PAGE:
Citizen Kane

Citizen Kane quotes

65 total quotes (ID: 692)

Charles Foster Kane
Jedediah Leland
Mr. Bernstein
Multiple Characters


Charles: ...Whatever I do, I do because I love you.
Susan: You don't love me. You want me to love you. [She mimicks him] 'Sure, I'm Charles Foster Kane. Whatever you want, just name it and it's yours. But you've gotta love me!'
[Kane slaps her.]
Susan: Don't tell me you're sorry.
Charles: I'm not sorry.


Charles: [after his afair with Susan is revealed] I'm staying here. I can fight this all alone.
Emily: Charles, if you don't listen to reason, it may be too late.
Charles: Too late. For what? For you and this public thief to take the love of the people of this state away from me?
Susan: Charlie, you got other things to think about. Your little boy, you don't want him to read about you in the papers.
Charles: There's only one person in the world who decides what I'm going to do, and that's me.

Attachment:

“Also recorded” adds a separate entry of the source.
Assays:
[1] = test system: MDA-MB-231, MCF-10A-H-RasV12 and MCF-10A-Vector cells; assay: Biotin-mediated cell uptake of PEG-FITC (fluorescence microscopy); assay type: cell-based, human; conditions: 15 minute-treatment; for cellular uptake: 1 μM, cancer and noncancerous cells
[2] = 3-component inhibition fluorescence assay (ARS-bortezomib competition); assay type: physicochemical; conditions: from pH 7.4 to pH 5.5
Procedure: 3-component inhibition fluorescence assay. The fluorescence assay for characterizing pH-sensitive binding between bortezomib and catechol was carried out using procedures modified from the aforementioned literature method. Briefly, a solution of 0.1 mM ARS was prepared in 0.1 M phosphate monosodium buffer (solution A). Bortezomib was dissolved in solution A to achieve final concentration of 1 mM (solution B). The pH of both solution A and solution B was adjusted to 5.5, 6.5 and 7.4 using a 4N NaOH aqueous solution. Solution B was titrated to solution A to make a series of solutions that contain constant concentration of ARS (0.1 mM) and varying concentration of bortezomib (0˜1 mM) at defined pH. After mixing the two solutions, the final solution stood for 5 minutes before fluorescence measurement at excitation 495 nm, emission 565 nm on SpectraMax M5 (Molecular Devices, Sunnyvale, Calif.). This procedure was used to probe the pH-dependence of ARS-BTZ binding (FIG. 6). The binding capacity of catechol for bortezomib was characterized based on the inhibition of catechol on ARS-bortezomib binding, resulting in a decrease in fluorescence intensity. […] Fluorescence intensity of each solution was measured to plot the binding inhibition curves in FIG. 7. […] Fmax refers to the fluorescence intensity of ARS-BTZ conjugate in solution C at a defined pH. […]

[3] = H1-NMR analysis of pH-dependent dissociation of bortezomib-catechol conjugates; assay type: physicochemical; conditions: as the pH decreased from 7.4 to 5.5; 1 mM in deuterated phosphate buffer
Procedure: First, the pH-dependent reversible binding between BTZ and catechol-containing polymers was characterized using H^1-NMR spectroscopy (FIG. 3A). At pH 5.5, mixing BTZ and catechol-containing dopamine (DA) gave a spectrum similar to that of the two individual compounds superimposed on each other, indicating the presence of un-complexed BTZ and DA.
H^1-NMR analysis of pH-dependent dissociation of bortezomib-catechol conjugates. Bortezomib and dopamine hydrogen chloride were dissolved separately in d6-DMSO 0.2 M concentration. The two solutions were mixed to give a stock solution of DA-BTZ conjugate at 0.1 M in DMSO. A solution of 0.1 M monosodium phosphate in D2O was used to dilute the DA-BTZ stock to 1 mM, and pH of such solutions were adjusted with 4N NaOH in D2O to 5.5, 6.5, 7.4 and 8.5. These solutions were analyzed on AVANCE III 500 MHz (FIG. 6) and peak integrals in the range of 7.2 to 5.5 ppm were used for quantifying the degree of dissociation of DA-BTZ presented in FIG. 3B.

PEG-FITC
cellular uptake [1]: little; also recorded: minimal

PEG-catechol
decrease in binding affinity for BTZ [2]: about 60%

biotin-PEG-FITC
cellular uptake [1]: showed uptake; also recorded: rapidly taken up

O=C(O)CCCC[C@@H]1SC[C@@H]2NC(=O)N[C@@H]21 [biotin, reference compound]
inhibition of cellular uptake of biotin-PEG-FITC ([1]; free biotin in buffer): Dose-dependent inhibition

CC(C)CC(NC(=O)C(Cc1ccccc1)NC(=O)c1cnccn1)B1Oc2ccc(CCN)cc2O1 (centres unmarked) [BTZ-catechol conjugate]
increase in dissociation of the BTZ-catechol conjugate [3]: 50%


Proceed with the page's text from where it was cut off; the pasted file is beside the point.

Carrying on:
Emily: You decided what you were going to do, Charles, some time ago.

Charles: Are we going to declare war on Spain, or are we not?
Leland: The Inquirer already has.
Charles: You long-faced, overdressed anarchist.
Leland: I am not overdressed.
Charles: You are too. Mr. Bernstein, look at his necktie.

Charles: Hello, Jedediah.
Leland: Hello, Charlie. I didn't know we were speaking...
Charles: Sure, we're speaking, Jedediah: you're fired.

Charles: I set back the sacred cause of reform, is that it? All right, that's the way they want it, the people have made their choice. It's obvious the people prefer Jim Gettys to me.